Urgent call for faster use of investment budgets to boost the economy of Thailand

Photo courtesy of Royal Thai Government

Business executives are urging the government to prompt state enterprises and local government organisations to speed up the use of current investment budgets and to roll out more stimulus packages. This is seen as a crucial step to propel the economy while awaiting the fiscal 2024 budget.

The executives stress the importance of quick distribution of the 2024 budget once approved, to avoid harming entrepreneurs, particularly those dependent on revenue from state projects.

Sanan Angubolkul, chairman of the Thai Chamber of Commerce, emphasised that the private sector views the proposed draft budget for fiscal 2024 as essential to boost confidence within Thailand. The chamber suggests the government collaborate with state enterprises and local government organisations to hasten the use of the existing investment budget of each agency during the 2024 budget allocation process, anticipated in May.

The chamber also recommends the government introduce new economic stimulus measures without additional budget allocations.

The fiscal 2024 budget was approved during its first parliamentary reading on January 5 with 311 votes in favour, 177 against and four abstentions. The budget proposes spending of 3.48 trillion baht (US$99 billion) with a deficit of 693 billion baht (US$19 billion), reported Bangkok Post.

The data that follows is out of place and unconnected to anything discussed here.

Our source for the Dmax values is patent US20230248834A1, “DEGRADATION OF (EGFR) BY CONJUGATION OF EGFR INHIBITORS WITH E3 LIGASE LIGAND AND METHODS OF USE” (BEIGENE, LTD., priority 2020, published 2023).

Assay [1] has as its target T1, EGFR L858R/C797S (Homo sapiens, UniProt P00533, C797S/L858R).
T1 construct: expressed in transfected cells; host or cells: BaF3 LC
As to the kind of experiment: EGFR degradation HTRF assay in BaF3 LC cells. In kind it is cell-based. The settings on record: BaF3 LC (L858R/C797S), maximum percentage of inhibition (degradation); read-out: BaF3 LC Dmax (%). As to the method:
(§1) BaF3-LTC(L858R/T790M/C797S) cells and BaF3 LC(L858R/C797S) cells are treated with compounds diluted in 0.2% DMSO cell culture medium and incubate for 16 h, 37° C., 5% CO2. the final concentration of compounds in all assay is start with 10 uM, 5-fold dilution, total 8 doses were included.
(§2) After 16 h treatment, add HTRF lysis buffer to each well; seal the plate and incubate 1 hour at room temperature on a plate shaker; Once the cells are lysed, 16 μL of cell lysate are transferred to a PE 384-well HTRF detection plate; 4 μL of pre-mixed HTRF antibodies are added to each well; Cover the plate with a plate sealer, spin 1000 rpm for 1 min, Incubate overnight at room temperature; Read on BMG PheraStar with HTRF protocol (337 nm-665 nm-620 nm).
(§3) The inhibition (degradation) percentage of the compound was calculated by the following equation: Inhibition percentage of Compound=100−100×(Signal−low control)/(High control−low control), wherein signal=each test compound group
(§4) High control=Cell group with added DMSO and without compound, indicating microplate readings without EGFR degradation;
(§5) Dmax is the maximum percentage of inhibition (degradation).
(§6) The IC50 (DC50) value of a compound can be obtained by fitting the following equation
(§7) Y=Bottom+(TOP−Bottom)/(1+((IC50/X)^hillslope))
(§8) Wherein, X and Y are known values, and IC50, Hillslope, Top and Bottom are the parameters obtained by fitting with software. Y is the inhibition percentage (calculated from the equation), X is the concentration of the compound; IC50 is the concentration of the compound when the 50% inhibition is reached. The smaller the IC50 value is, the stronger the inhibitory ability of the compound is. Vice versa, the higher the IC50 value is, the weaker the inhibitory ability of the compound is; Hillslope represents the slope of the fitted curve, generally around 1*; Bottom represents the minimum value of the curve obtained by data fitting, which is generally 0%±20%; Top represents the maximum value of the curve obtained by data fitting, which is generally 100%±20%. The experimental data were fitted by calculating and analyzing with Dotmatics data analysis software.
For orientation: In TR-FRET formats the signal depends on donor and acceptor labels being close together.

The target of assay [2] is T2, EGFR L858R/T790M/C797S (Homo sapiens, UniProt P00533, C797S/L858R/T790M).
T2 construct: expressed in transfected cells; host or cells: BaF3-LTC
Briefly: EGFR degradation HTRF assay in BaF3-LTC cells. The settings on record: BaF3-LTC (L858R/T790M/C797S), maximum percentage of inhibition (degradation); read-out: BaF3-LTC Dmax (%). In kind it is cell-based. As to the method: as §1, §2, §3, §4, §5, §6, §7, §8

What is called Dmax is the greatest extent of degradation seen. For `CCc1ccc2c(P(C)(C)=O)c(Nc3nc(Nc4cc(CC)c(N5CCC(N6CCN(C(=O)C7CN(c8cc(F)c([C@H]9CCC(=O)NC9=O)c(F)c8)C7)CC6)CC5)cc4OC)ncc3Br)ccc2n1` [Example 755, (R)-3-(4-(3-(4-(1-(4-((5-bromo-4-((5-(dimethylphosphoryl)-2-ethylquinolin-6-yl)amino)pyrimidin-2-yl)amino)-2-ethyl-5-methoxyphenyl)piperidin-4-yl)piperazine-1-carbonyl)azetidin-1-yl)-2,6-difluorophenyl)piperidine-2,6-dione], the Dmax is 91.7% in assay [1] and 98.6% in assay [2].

Aat Pisanwanich, senior consultant at International Research Consultant Co Ltd, noted that the budget lacks a clear focus amid numerous uncertainties and challenges. He argued that the coalition government’s nature, with each party advocating for its own agenda, might have led to a fragmented budget.

Thanavath Phonvichai, president of the University of the Thai Chamber of Commerce, also pointed out that the budget is mainly a continuation of the previous government’s budget, with only minor adjustments possible.

Kriengkrai Thiennukul, chairman of the Federation of Thai Industries (FTI), compared the months-long delay in budget spending to a black hole. He expressed concerns about the impact on both large and small entrepreneurs, particularly those relying on revenue from state projects.

Kriengkrai suggested the government allocate funds to large-scale infrastructure development projects as a way to boost the economy. He also called for the government to expedite budget disbursement to projects in the pipeline, especially those developed by state agencies and state enterprises.

Marisa Sukosol Nunbhakdi, president of the Thai Hotels Association, indicated that the delayed budget is likely to pass during the low tourism season, leaving only five months for authorities to stimulate the sector. She noted that the Tourism and Sports Ministry and the Tourism Authority of Thailand need to prepare a tourism promotion plan and implement it quickly due to the limited time to accelerate budget utilisation within this fiscal year, which ends in September.

In related news, the Thai government’s fiscal year 2024 budget faced scrutiny over major cuts and off-budget fund concerns, impacting citizens’ issues.

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